Indonesia police name 10 new suspects related to online hoaxes linked to last week's unrest

A series of peaceful protests after the the announcement of the official Indonesian presidential election result descended into two days of riots. ST PHOTO: ARIFFIN JAMAR

JAKARTA - Indonesia's national police have named 10 new suspects accused of spreading online hoaxes linked to street violence in the capital city last week, following the announcement of the official presidential election result.

Police have also arrested a politician from the election campaign team of presidential challenger Prabowo Subianto as a suspect in charge of distributing information that added to tensions last week.

National police spokesman Dedi Prasetyo told a press briefing on Tuesday (May 28) that one of the suspects distributed online content claiming the presence of foreign troops during the riots on May 21 and 22, and claimed they shot the rioters.

Other suspects were said by police to have sent threats to kill national figures on Facebook, spreading news about alleged unfair elections and posted videos claiming police officers tortured people in front of a mosque in Tanah Abang district, Central Jakarta.

"The 10 suspects arrested within these seven days prove the rise of accounts that deliver content in the form of hate speech, hoaxes and provocative narratives to incite public emotion and opinion. This is dangerous if we don't act," Brigadier-General Dedi said.

The information revealed on Tuesday came from an ongoing investigation.

On Monday, the police had named six other suspects linked to the unrest, including three men said to have been paid to kill four high-profile state officials.

A series of peaceful protests after the official result was announced on Monday descended into two days of riots that claimed the lives of eight people and injured more than 700 others.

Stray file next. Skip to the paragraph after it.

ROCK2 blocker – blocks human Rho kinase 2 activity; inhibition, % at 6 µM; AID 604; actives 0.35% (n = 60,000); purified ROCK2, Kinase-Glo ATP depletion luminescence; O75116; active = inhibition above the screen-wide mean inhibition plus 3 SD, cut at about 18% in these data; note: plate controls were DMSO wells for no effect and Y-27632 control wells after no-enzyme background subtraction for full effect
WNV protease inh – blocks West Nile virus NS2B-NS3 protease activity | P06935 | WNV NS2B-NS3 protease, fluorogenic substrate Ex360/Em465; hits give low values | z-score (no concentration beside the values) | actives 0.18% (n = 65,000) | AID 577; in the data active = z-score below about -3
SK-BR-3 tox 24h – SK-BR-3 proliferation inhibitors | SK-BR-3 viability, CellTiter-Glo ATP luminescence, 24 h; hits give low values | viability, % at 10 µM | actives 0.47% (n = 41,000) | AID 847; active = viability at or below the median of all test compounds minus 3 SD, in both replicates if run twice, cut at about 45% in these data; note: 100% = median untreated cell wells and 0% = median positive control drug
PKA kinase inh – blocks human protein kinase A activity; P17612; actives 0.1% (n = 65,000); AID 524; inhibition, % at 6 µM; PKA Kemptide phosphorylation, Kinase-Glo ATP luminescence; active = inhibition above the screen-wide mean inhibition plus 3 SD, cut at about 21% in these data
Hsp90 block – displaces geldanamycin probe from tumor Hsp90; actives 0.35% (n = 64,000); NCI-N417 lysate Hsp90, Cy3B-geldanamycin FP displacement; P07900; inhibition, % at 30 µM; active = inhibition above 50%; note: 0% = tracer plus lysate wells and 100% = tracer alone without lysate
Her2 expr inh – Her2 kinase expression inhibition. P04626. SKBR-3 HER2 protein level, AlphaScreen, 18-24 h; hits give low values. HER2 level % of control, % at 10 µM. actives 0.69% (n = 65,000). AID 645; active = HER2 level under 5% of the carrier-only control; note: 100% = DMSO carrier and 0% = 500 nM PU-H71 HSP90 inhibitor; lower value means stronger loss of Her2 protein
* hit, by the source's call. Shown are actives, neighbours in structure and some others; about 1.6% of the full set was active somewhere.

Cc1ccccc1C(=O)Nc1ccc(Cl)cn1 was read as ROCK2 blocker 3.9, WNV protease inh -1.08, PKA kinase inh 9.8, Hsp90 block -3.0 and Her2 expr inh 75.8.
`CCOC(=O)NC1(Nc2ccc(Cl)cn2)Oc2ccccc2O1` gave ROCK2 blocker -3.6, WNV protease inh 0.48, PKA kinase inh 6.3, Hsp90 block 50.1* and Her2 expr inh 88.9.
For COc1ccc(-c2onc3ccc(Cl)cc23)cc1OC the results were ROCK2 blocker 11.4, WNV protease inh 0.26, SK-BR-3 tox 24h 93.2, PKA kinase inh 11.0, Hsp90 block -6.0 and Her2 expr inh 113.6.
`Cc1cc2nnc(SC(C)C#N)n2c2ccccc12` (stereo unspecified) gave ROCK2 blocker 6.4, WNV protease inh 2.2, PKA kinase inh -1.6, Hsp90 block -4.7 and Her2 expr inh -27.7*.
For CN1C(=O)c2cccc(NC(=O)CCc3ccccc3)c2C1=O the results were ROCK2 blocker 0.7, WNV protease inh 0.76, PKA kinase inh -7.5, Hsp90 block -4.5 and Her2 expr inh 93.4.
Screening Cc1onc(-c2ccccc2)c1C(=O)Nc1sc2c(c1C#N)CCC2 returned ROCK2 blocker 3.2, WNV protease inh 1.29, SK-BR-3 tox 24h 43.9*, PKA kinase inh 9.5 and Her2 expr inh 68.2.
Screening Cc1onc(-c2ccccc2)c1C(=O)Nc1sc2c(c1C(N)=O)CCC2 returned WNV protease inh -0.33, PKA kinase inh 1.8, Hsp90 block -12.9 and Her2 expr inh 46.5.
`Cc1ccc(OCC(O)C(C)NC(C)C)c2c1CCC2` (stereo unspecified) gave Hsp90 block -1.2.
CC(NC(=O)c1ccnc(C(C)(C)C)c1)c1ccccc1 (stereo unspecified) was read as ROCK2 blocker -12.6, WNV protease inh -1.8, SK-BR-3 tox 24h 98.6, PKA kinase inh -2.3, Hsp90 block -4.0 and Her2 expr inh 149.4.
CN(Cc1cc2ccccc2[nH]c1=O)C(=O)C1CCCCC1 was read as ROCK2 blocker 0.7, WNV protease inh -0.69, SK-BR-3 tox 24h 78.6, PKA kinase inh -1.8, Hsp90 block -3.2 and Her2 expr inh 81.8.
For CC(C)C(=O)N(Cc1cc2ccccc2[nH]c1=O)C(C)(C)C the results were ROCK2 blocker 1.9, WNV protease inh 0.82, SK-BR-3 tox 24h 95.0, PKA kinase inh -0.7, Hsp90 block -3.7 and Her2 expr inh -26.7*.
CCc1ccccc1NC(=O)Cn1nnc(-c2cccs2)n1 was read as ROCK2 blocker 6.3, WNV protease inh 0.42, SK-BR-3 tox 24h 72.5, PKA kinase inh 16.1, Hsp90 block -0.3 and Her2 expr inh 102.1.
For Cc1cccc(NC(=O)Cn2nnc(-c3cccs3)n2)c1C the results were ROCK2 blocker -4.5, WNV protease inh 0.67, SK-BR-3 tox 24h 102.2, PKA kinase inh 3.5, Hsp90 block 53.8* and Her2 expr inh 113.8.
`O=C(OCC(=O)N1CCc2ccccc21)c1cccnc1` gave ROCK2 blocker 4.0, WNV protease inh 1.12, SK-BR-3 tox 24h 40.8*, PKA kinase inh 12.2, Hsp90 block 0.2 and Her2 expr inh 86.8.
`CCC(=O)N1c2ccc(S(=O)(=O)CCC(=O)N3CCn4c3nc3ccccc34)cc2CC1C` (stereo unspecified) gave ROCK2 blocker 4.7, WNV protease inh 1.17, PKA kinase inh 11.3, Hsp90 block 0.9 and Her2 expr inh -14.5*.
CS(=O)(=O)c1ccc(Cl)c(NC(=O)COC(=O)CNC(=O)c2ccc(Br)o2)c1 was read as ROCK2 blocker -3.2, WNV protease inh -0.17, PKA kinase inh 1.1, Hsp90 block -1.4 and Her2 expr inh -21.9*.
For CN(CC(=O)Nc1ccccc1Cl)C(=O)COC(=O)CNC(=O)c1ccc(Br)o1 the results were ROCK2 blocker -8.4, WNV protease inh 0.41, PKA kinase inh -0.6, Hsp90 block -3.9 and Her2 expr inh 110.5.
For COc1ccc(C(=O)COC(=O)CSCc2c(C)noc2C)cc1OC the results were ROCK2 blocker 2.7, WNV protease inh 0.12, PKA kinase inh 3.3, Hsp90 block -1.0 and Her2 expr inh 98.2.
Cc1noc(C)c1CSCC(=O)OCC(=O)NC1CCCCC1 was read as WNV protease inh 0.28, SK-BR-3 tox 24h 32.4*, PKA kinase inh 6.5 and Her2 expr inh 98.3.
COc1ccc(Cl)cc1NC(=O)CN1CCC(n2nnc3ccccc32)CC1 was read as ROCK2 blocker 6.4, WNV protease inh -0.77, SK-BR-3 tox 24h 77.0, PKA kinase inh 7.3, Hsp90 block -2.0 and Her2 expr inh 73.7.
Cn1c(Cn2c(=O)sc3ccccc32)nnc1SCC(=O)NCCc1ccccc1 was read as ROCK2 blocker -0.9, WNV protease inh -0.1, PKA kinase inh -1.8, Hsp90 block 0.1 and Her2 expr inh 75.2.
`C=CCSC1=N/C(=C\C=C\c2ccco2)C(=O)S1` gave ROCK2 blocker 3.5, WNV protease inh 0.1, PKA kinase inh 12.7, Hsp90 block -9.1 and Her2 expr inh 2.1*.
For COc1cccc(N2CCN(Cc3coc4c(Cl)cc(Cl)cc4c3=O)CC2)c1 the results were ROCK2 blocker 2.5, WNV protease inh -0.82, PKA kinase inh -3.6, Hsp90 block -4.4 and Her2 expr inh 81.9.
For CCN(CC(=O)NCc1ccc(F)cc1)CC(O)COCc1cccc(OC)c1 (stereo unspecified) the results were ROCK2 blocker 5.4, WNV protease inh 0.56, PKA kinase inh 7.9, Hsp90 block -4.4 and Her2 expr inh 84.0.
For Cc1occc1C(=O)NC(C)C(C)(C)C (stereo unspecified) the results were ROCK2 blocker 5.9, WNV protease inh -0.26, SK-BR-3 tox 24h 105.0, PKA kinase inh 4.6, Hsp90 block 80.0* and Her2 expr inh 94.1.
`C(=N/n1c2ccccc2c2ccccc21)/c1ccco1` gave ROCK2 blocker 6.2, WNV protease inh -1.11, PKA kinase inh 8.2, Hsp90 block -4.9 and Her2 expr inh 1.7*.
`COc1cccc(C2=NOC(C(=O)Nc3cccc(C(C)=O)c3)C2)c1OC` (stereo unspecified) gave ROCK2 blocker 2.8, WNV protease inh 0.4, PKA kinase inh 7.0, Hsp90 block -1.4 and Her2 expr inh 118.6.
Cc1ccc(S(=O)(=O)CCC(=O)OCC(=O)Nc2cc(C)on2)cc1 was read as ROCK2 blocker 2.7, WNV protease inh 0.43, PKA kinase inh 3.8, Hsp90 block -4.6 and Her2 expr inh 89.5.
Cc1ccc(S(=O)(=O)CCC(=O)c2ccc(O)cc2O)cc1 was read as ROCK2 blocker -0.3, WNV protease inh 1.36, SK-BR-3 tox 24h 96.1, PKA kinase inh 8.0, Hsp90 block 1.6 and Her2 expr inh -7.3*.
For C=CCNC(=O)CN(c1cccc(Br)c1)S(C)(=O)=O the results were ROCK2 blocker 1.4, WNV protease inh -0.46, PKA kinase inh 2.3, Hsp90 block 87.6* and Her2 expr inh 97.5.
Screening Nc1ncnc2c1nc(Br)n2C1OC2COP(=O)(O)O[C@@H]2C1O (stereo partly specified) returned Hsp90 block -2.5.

President Joko Widodo was declared the winner of the April 17 polls, beating challenger Mr Prabowo.

The police fired tear gas and rubber bullets, and also deployed water cannon to control the crowds who had pelted the police with rocks and other objects and burnt piles of rubbish in the middle of the road.

In some areas, the rioters damaged and burned vehicles.

The authorities had described the street violence as a coordinated strike and "an event by design", with WhatsApp chat groups used by the rioters in their planning.

Following the riots, Mr Prabowo, a retired army general who has repeatedly made accusations over what he considered electoral fraud, and his running mate Sandiaga Uno filed a petition with the Constitutional Court to settle the dispute on the election result.

Speaking at the same news briefing, Senior Commissioner Rickynaldo Chairul said his team had arrested a politician from the election campaign team of Mr Prabowo. The suspect was believed to be in charge of distributing information which "triggers individual or group hatred" based on ethnic and religious sentiment and "fake news" to create public confusion.

The suspect, Mr Mustofa Nahrawardaya, is a politician from the National Mandate Party, a party allied to Mr Prabowo's Gerindra party.

One of Mr Mustofa's tweets mentioned that a teenager had been beaten by the police in the Tanah Abang district in Central Jakarta, during the riots on May 22, resulting in his death.

Police said what had happened was the police had acted against a young man who supplied big stones to rioters.

Mr Rickynaldo underlined that the police had earlier called and warned Mr Mustofa over his social media behaviour.

"We acted strongly because of his last (Twitter) post… We have previously made some attempts (to warn him) and this latest step is to enforce the law," said the deputy head of the cybercrime directorate at the police's criminal investigation department.

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